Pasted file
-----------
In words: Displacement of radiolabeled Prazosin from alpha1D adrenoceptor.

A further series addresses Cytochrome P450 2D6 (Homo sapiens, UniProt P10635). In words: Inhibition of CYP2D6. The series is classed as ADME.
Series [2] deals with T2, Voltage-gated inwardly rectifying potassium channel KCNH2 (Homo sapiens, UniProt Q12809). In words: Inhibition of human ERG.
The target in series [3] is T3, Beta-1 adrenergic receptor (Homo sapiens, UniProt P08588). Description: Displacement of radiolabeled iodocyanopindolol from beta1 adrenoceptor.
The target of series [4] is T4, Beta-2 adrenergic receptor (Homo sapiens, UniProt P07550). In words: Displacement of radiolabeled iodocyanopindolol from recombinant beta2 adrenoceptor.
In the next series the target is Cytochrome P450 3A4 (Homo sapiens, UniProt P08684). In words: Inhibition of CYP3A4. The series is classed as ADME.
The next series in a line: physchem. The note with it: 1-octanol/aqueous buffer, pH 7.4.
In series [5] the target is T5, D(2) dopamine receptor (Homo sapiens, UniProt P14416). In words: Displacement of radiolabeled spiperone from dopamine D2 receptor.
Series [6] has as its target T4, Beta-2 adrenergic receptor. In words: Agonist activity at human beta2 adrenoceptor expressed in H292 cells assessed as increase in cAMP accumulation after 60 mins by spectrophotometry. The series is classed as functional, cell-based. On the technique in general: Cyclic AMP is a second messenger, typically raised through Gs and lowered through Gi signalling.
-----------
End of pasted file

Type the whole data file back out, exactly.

In words: Displacement of radiolabeled Prazosin from alpha1D adrenoceptor.

A further series addresses Cytochrome P450 2D6 (Homo sapiens, UniProt P10635). In words: Inhibition of CYP2D6. The series is classed as ADME.
Series [2] deals with T2, Voltage-gated inwardly rectifying potassium channel KCNH2 (Homo sapiens, UniProt Q12809). In words: Inhibition of human ERG.
The target in series [3] is T3, Beta-1 adrenergic receptor (Homo sapiens, UniProt P08588). Description: Displacement of radiolabeled iodocyanopindolol from beta1 adrenoceptor.
The target of series [4] is T4, Beta-2 adrenergic receptor (Homo sapiens, UniProt P07550). In words: Displacement of radiolabeled iodocyanopindolol from recombinant beta2 adrenoceptor.
In the next series the target is Cytochrome P450 3A4 (Homo sapiens, UniProt P08684). In words: Inhibition of CYP3A4. The series is classed as ADME.
The next series in a line: physchem. The note with it: 1-octanol/aqueous buffer, pH 7.4.
In series [5] the target is T5, D(2) dopamine receptor (Homo sapiens, UniProt P14416). In words: Displacement of radiolabeled spiperone from dopamine D2 receptor.
Series [6] has as its target T4, Beta-2 adrenergic receptor. In words: Agonist activity at human beta2 adrenoceptor expressed in H292 cells assessed as increase in cAMP accumulation after 60 mins by spectrophotometry. The series is classed as functional, cell-based. On the technique in general: Cyclic AMP is a second messenger, typically raised through Gs and lowered through Gi signalling.